“I’m not going to name names, but yes,” Chelsea Clinton said. “We have to have strong federal legislation that says this is unacceptable, this is unAmerican.”

Chelsea Clinton framed the presidential election as a referendum of Donald Trump’s “hate speech” at a Saturday afternoon rally at a downtown Battle Creek community center.

Chelsea Clinton also called for a federal ban on so-called “conversion therapy,” a controversial psychological counseling that’s supposed to change a child’s sexual orientation from homosexual to heterosexual.

“Something I care a lot about now, particularly as a parent, is we have to make conversion therapy illegal,” Clinton said. “It is outrageous. It is child abuse.”

“Part of this election is about who do we want as a role model for our children,” Clinton added.

Before the speech in Battle Creek, Chelsea Clinton campaigned late Saturday morning in Muskegon. She previously made two trips to Michigan in late September to campaign for her mother Sept. 22-23 in Grand Rapids, East Lansing and Flint. On Sept. 30, she was in Traverse City.

Chelsea Clinton did not address some of the controversies surrounding her mother’s campaign over the past week, including the FBI’s announcement Friday that the agency is reviewing new emails related to the private email server Hillary Clinton maintained as secretary of state.

The FBI is looking into whether there was classified information on a device belonging to Anthony Weiner, the disgraced ex-congressman who is separated from longtime Clinton aide Huma Abedin, the Associated Press reported.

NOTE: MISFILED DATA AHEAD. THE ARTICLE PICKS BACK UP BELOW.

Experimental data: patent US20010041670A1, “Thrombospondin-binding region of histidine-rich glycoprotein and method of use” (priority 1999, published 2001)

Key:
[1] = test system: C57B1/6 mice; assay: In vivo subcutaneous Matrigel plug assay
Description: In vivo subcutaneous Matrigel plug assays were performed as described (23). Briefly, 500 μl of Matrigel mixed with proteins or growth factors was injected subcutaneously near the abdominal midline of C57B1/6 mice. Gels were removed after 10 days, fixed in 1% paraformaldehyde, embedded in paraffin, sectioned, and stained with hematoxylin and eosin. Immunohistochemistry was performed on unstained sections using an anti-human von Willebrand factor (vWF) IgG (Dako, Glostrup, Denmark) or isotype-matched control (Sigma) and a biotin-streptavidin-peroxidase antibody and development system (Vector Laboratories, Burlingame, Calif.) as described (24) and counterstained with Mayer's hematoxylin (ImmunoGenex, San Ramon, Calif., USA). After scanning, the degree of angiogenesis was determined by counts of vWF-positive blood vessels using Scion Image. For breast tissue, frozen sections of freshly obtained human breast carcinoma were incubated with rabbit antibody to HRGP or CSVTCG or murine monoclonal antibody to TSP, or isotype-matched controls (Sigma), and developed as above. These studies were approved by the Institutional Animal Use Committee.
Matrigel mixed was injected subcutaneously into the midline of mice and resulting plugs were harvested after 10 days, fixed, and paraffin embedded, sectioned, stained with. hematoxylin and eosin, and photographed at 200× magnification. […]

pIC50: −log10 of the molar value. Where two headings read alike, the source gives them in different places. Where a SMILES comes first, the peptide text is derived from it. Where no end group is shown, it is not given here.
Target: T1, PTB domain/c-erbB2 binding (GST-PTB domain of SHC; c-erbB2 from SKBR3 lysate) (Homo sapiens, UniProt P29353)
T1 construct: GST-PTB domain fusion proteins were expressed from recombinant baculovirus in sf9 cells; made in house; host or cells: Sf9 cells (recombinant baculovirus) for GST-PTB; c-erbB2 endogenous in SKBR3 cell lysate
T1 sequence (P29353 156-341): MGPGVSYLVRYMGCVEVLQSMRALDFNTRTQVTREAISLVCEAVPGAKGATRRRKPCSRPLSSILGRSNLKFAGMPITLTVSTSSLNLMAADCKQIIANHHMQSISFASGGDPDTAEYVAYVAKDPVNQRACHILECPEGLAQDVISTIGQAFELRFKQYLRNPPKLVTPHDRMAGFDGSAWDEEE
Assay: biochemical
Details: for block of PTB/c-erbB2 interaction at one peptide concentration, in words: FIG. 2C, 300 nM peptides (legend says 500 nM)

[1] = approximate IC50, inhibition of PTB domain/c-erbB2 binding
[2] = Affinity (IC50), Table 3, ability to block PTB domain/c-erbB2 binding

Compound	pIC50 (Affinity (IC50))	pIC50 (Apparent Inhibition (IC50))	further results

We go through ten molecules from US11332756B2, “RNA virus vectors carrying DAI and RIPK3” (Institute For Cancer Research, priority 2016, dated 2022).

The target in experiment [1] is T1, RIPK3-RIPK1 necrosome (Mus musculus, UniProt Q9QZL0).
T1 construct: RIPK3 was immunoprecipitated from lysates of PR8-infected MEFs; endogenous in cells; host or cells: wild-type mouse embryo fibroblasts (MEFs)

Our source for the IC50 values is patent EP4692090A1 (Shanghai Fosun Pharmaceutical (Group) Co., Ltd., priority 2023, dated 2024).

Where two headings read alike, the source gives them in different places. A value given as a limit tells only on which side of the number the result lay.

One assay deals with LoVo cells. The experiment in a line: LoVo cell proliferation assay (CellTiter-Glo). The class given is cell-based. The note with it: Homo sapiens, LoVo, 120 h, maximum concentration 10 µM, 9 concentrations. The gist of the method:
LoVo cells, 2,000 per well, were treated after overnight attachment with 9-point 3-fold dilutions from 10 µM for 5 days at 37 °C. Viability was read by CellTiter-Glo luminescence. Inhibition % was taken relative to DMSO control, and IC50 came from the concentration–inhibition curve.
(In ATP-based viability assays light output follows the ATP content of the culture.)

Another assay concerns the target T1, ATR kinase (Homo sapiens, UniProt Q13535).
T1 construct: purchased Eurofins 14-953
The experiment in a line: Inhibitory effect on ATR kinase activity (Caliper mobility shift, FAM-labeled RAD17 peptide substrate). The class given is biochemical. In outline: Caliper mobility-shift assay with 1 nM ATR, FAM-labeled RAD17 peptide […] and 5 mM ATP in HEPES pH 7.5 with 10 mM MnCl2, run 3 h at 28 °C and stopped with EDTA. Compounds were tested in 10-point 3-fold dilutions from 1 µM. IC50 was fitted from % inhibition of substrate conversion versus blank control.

Chelsea Clinton also didn’t discuss the double-digit increases in health insurance under the Affordable Care Act, which has dogged Hillary Clinton’s campaign in recent weeks because of her long defense of the law. She also wasn’t asked by the room full of supporters about those issues.

Hillary Clinton has vowed to fix President Barack Obama’s signature domestic achievement if elected to succeed him.

Chelsea Clinton talked about her mother’s plan to invest in infrastructure, noting how the Flint water crisis has exposed a nationwide need to replace aging underground water systems.

“The tragedy in Flint is not solitary,” Chelsea Clinton said. “She thinks that’s important because it’s both a matter of economic opportunity ... it’s also important because it is a matter of public health and safety.”

U.S. Sen. Debbie Stabenow of Lansing, former U.S. Rep. Mark Schauer of Battle Creek and Democratic state House candidate Jim Haadsma of Battle Creek warmed up the crowd.

Stabenow isn’t up for re-election until 2018, but she said it doesn’t feel that way, given what’s at stake.

“I feel like I’m on the ballot and I feel like my children are on the ballot and my grandchildren are on the ballot and each of you are on the ballot,” Stabenow said. “Everything you care about is on the ballot. Everything you value. Respect for other people. Who we are is on the ballot.”

clivengood@detroitnews.com

(517) 371-3661

Twitter: @ChadLivengood